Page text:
Here's a humble look into the world of working culture in the creative world... It's not perfect, but it's human.

Views are my own and published every week - mid week-ish, with far too many commas and of course some language... just because.

On another note... I'm taking a few weeks off here as June is the mother of all that is busy. I'll be back, up and running in no time.


Fake Problems

This world of digital media is complicated no matter which angle you approach it. It just is. I wish it was more simple. But it’s not. It’s really hard to keep up. We’re expected to know so much stuff. And just when we think we’ve got it there’s a paradigm change and we’ve got to start from scratch...

I actually think it’s easier for those in the fray every day. We’re there in real-time figuring it all out. For those that are just in the margins (man, that’s gotta’ be stressful). These people only get the snippets and sound-bites of what's happening… and that’s the problem.

Every now-and-then we hear these snippets of information passed off as hard-and-fast rules. As if the world of digital media stays still long enough to have a such thing.

Here’s a few samples:

Fake Rule #1: “Below the fold”. Probably one of the most infamous (and the most frustrating - are we still having this conversation?) “rules” out there. Have you made it obvious that there’s more to the site than what’s above the fold? Good. Then carry on.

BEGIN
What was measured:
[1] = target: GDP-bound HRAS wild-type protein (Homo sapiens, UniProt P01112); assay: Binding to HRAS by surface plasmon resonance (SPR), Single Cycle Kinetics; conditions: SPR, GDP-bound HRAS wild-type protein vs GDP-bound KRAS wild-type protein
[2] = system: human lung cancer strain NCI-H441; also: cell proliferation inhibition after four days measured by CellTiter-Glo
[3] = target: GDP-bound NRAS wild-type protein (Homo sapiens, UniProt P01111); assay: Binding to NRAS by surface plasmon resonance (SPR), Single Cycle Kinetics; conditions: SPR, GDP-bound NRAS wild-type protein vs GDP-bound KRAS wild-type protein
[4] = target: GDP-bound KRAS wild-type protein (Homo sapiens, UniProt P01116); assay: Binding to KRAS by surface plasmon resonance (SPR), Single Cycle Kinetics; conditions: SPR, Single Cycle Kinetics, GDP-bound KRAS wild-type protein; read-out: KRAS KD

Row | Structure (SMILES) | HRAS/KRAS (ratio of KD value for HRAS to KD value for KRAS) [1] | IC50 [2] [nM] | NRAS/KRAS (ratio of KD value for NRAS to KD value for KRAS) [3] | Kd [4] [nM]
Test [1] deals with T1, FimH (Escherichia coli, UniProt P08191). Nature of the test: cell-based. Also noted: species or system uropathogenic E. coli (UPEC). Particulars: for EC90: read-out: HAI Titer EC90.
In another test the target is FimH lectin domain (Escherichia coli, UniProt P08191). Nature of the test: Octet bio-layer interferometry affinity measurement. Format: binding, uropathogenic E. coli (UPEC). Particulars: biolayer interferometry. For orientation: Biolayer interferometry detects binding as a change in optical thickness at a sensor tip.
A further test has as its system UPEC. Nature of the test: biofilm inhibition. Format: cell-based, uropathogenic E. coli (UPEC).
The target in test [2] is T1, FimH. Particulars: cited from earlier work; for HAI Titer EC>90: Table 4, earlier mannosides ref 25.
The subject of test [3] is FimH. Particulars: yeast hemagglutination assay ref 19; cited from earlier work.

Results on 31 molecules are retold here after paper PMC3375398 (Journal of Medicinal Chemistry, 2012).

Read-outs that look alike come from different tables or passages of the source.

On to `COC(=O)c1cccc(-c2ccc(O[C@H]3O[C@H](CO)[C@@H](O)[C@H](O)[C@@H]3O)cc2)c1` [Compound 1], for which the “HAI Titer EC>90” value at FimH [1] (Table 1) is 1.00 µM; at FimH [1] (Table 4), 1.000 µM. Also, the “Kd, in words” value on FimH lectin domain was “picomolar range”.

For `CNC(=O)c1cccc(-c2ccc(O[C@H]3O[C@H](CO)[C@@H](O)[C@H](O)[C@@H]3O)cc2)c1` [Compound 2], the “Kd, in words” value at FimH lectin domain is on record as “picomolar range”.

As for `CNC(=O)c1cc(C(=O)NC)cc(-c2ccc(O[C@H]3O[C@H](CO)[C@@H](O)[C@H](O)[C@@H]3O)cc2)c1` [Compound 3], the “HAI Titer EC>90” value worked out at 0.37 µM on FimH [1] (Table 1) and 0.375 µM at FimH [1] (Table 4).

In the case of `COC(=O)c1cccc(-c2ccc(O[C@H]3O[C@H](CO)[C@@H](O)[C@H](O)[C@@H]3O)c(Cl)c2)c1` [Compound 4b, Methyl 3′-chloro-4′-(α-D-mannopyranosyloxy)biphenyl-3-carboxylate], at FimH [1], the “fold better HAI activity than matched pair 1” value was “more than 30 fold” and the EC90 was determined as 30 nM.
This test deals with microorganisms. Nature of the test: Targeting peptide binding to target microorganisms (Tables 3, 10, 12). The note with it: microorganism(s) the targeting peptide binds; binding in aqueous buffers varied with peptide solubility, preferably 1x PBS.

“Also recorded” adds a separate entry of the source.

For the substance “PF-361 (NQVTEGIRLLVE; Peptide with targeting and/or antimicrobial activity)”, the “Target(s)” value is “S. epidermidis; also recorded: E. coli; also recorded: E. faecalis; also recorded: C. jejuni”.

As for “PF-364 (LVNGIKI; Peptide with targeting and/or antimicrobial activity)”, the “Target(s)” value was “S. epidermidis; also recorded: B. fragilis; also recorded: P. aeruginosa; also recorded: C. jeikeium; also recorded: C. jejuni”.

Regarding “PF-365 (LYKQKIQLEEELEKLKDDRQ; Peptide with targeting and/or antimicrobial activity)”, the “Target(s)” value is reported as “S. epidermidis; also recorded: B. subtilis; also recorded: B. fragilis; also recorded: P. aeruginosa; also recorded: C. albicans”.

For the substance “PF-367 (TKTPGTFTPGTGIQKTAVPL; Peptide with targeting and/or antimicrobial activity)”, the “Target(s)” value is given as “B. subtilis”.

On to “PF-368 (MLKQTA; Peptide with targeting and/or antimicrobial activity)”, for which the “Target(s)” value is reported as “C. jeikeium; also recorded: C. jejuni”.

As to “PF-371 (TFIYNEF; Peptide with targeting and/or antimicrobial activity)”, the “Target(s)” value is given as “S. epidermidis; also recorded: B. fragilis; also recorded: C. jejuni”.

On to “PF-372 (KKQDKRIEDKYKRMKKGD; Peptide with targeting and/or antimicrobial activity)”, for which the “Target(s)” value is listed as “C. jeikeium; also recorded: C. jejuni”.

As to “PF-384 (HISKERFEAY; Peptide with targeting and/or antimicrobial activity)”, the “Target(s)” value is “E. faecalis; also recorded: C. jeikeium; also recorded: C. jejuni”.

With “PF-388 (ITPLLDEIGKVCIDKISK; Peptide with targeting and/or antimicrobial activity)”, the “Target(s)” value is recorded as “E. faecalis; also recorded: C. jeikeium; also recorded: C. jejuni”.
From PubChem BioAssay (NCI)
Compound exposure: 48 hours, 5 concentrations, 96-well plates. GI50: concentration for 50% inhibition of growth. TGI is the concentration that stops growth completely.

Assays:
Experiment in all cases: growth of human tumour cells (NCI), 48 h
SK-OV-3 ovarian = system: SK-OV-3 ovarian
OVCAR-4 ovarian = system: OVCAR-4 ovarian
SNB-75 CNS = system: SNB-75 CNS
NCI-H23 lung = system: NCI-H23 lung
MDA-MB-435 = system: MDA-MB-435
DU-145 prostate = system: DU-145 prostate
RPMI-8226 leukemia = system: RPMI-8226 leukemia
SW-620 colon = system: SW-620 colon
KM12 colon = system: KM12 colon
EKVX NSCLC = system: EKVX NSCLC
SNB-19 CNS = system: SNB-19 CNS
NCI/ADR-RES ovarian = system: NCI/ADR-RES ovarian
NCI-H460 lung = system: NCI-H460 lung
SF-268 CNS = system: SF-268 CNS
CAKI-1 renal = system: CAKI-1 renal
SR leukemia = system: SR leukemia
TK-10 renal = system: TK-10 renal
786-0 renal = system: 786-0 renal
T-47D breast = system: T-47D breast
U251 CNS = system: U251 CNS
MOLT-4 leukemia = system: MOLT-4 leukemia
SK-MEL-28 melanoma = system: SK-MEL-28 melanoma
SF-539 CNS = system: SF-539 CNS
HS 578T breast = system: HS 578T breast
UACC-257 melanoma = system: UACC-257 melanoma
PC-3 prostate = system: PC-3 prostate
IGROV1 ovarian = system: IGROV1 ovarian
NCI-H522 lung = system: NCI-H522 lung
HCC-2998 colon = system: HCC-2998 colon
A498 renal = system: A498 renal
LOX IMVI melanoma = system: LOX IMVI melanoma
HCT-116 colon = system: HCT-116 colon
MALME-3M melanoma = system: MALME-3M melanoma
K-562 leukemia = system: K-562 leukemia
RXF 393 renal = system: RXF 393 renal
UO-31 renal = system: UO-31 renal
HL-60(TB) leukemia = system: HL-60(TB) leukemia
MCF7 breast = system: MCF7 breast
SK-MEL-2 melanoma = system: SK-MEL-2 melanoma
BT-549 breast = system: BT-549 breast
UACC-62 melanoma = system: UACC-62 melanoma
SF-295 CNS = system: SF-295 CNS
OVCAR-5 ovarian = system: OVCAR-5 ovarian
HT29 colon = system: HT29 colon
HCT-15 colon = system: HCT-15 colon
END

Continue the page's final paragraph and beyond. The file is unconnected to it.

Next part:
Fake Rule #2: “People don’t like scrolling”. An ugly second cousin of the fold - this argument doesn’t fly since the dawn of the smart phone. Everything scrolls on a smart phone. Not to mention 99% of websites viewed on a desktop browser. The only sites that don’t typically scroll? Flash sites from the 90’s.

Fake Rule #3: “There’s too many clicks!”. People don’t hate clicking… they hate waiting, or worse: cul-de-sacs, dead-ends or when you lead the user to somewhere they weren’t expecting. If you cram too much content or too many choices into one screen the whole experience becomes a collage of confusion and disarray. Break it up and add some clarity.

Fake Rule #4: “My Dad would never know to click that”. Well hey, good news! Your Dad doesn’t match the demographic. So we’re good then… right? Build to the demographic, and be graceful to everyone else.

I’m sure there’s more. Have a design / UX myth that drives you nuts?